Monday, March 25, 2013


Caixa Central de Crédito Agrícola Mútuo

Art Gallery CA
April 10th to May 6th

The International Surrealism Now is an initiative of the surrealist painter of Coimbra, Santiago Ribeiro, who has devoted much of his time to the promotion of international surrealism of 21st century, which is currently in Portugal and worldwide.
Thus has invited artists from all parts of the planet in order to participate in this project and then has received works of artist from various countries.

The International Surrealism Now began in 2010 in Coimbra, where Santiago Ribeiro prepared a major exhibition organized by the Bissaya Barreto Foundation. This same event was also already in Conímbriga in Paris with the support of GAPP-Art Gallery Portugal Present and Liba WS, once again organized by the Bissaya Barreto Foundation and Santiago Ribeiro, organized in Moscow by Andrei Nekrasov, in Madrid in support Yamal Din and followed to Setúbal and then to Amadora in great Lisbon in November, and the exhibition continues to grow in participants.

Santiago Ribeiro urged the partnership of artist Victor Lages, who has developed the project Utopia of Fantastic Art, with the purpose of organizing this exhibition in Lisbon region, which has happened in Setúbal and now in the Art Gallery CA in the heart of Lisbon.

The International Surrealism Now account right now with artists from 27 countries: Australia, Austria, Azerbaijan, Belarus, Brazil, Canada, China, Spreads, USA, Philippines, France, Holland, Indonesia, England, Iran, Iceland, Italy, Mexico , New Zealand, Poland, Portugal, Romania, Russia, Serbia, Ukraine and Vietnam.
Among the participating artists are: Isabel Meyrelles born in Matosinhos 1929. She studied sculpture with the Masters Américo Gomes and António Duarte. Settled in Paris in 1950, continuing his studies at the Université René Descartes - Paris V-Sorbonne and l'École Nationale Supérieure des Beaux-Arts. In 1952 she studied with Master Zadkine Sculpture in the 'Grande-Chaumiere' in Paris. And made part of the surrealist movement, which she believes immortal. The French surrealism (whose engine was André Breton), Isabel watching them all such as with your friend Triston Tzara, but without leaving the Portuguese surrealist movement, living in friendship with António Pedro, O'Neill, Cesariny, Cruzeiro Seixas, among others, and also with Eugénio de Andrade and Natália Correia, as having published several books. Poetry is therefore an integral part of her life.
Isabel Meyrelles was awarded Commander of the Order of Sant´iago da Espada by the President of the Portuguese Republic.

Oleg Korolev, Russian artist of high artistic level, was the contact link to the participation of artists of the "Surrealism Now" in Russia with Andrei Nekrasov from Moscow, President of The International Vanguard-Surrealistic-Esoteric Art. His project "Geysers of Subconsciousness "has been regular since 2007 and dozens of surrealist artists, esoteric, mystical, symbolist, abstractionists vanguards of several countries participating in this project. Andrei Nekrasov is the most outrageous iconic artist and the owner of a gallery "Underground" in Moscow.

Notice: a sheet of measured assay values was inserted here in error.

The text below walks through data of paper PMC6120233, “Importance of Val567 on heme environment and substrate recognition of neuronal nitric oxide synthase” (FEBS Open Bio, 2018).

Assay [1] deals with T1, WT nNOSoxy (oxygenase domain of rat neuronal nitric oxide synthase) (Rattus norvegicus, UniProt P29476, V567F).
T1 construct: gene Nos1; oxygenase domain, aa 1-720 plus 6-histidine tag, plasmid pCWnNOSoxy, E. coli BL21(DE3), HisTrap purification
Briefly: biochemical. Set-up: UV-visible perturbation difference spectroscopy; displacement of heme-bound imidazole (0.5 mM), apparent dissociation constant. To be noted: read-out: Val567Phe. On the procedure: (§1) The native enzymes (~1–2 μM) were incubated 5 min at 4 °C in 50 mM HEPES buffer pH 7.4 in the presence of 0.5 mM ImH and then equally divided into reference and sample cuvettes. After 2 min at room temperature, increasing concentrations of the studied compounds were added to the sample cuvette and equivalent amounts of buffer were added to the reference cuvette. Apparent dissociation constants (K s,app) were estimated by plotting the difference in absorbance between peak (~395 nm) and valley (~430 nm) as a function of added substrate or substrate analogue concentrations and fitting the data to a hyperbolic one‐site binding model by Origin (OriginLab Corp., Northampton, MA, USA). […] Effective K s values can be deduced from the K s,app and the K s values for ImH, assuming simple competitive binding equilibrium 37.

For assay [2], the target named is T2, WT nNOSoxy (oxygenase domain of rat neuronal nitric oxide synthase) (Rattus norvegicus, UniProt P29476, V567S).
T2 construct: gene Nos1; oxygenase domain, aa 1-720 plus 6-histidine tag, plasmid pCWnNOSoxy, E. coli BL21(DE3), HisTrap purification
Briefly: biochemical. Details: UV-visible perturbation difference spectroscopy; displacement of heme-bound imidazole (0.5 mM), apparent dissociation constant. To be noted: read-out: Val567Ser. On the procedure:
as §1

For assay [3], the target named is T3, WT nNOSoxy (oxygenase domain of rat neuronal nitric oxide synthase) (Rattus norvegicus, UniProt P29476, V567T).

By way of tribute, as it has recently died, Daniel Hanequand, is also one of the leading names in international surrealism of 20th and 21st centuries. Born in Paris in 1938, but still young, he moved to Canada. Julie Oakes said in 2007: Daniel Hanequand threw out the old and created a new sociology with the arrogance of a true revolutionary French. He was released from the forms "boring" and established and invented a different race of humanoid and then put the relations of these beings, in a context with its own creation.
Otto Rapp is an Austrian artist, surrealist with his "Art of the mystic" and develops the project Visionary Art Gallery.

All other artists in great quality and talent are on the list that follows below.

The Art Gallery CA, is managed by the Centre for Culture and Sport from the Agricultural Credit, association created in the universe of the Agricultural Credit Group in order to promote cultural, physical, intellectual and civic its associates, through cultural, sports and solidarity activities. It features an art gallery, Gallery CA located in the headquarters of the Central Agricultural Credit and conducts various exhibitions and other events throughout the year with artists already conceptualized and launch also new talents


The opening is scheduled for 17.30 hours of the day April 10, 2013 at the Art Gallery CA, Rua Castilho, 233/233 A - 1099-044 Lisbon (on top of Parque Eduardo VII ).

Tel: 213 809 900/213 860 006, Fax: 213 870 840, Email:

The exhibition can be visited from Monday to Friday, from 9:00 am to 19.30 pm daily until May 6, 2013.

Participating artistsAlexander Varganov - Russia
Anastasia Fomina - Belarus
Andrei Nekrasov - Russia
Andrew Baines – Australia
Brigid Marlin - England
Daila Lupo – Italy
Dan Neamu - Romania
Daniel Hanequand - Canada
Daniele Gori - Italy
Edgar Invoker - Russia
Egill Eibsen - Iceland
Farhad Jafari – Iran
Francisco Urbano - Portugal
Gromyko Semper - Philippines
Héctor Pineda - Mexico
Hugues Gillet - France
Isabel Meyrelles – Portugal
Keith Wigdor – United States
Konstantin Shahanov - Russia
Leo Plaw - Germany
Liba WS - France
Luís Fernandes - Portugal
Lv Shang – China
Maciej Hoffman - Poland
Magi Calhoun – United States
Maria Aristova – Russia
Martina Hoffman - Germany
Mehriban Efendi - Azerbaijan
Naiker Roman - Spain
Nazareno Stanislau - Brazil
Octavian Florescu – Romania
Oleg korolev – Russia
Otto Rapp - Austria
Paula Rosa - Portugal
Rudolf Boelee – New Zealand